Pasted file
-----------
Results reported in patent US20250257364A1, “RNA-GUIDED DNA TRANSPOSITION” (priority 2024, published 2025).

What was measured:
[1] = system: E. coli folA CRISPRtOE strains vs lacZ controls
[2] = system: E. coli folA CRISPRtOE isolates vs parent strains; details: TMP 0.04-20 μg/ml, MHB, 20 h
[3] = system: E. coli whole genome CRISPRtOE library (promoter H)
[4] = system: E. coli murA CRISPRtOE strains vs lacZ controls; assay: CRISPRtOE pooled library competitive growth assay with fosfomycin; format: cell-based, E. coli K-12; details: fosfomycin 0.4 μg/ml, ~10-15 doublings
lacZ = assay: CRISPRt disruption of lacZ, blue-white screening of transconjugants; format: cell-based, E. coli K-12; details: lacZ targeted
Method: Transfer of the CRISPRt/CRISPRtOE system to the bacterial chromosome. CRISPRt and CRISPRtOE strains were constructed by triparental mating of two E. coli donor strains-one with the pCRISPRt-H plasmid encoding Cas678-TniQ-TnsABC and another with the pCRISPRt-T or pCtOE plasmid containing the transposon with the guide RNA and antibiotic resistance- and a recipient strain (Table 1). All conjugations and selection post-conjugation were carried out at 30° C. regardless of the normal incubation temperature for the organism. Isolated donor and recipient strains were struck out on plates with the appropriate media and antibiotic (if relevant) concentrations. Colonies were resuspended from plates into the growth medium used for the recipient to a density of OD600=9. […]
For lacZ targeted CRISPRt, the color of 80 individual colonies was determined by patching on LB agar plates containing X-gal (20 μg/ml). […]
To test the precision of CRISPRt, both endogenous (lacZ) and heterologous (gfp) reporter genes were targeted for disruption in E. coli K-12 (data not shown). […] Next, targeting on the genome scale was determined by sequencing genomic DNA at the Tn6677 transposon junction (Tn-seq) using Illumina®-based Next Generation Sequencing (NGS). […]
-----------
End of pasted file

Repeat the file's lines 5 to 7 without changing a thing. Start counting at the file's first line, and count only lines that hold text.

[3] = system: E. coli whole genome CRISPRtOE library (promoter H)
[4] = system: E. coli murA CRISPRtOE strains vs lacZ controls; assay: CRISPRtOE pooled library competitive growth assay with fosfomycin; format: cell-based, E. coli K-12; details: fosfomycin 0.4 μg/ml, ~10-15 doublings
lacZ = assay: CRISPRt disruption of lacZ, blue-white screening of transconjugants; format: cell-based, E. coli K-12; details: lacZ targeted